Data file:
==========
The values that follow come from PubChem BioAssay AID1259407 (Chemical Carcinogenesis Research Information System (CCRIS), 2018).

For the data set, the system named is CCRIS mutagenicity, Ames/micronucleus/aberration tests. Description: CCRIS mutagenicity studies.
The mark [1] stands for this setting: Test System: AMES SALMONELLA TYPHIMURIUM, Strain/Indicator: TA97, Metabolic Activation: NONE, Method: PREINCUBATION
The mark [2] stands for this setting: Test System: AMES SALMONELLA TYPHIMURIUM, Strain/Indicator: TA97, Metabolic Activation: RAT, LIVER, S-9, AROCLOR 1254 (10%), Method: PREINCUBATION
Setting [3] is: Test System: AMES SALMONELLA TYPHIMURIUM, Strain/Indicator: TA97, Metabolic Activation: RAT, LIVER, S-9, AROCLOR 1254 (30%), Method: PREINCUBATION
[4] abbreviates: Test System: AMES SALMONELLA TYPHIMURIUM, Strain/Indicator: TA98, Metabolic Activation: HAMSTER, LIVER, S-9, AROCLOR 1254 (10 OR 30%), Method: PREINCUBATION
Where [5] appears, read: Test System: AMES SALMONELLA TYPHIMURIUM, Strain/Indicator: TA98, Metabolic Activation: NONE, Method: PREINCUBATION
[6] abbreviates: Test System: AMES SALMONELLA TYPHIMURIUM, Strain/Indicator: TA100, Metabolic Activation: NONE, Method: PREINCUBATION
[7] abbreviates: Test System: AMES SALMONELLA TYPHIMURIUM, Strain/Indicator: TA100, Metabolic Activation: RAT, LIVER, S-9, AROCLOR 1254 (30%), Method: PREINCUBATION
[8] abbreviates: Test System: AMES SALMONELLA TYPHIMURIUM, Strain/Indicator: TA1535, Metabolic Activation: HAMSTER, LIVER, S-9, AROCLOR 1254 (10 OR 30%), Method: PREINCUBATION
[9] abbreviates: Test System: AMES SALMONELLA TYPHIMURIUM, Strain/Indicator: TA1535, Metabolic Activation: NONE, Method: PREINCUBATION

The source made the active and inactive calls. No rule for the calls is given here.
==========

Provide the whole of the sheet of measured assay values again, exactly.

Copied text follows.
The values that follow come from PubChem BioAssay AID1259407 (Chemical Carcinogenesis Research Information System (CCRIS), 2018).

For the data set, the system named is CCRIS mutagenicity, Ames/micronucleus/aberration tests. Description: CCRIS mutagenicity studies.
The mark [1] stands for this setting: Test System: AMES SALMONELLA TYPHIMURIUM, Strain/Indicator: TA97, Metabolic Activation: NONE, Method: PREINCUBATION
The mark [2] stands for this setting: Test System: AMES SALMONELLA TYPHIMURIUM, Strain/Indicator: TA97, Metabolic Activation: RAT, LIVER, S-9, AROCLOR 1254 (10%), Method: PREINCUBATION
Setting [3] is: Test System: AMES SALMONELLA TYPHIMURIUM, Strain/Indicator: TA97, Metabolic Activation: RAT, LIVER, S-9, AROCLOR 1254 (30%), Method: PREINCUBATION
[4] abbreviates: Test System: AMES SALMONELLA TYPHIMURIUM, Strain/Indicator: TA98, Metabolic Activation: HAMSTER, LIVER, S-9, AROCLOR 1254 (10 OR 30%), Method: PREINCUBATION
Where [5] appears, read: Test System: AMES SALMONELLA TYPHIMURIUM, Strain/Indicator: TA98, Metabolic Activation: NONE, Method: PREINCUBATION
[6] abbreviates: Test System: AMES SALMONELLA TYPHIMURIUM, Strain/Indicator: TA100, Metabolic Activation: NONE, Method: PREINCUBATION
[7] abbreviates: Test System: AMES SALMONELLA TYPHIMURIUM, Strain/Indicator: TA100, Metabolic Activation: RAT, LIVER, S-9, AROCLOR 1254 (30%), Method: PREINCUBATION
[8] abbreviates: Test System: AMES SALMONELLA TYPHIMURIUM, Strain/Indicator: TA1535, Metabolic Activation: HAMSTER, LIVER, S-9, AROCLOR 1254 (10 OR 30%), Method: PREINCUBATION
[9] abbreviates: Test System: AMES SALMONELLA TYPHIMURIUM, Strain/Indicator: TA1535, Metabolic Activation: NONE, Method: PREINCUBATION

The source made the active and inactive calls. No rule for the calls is given here.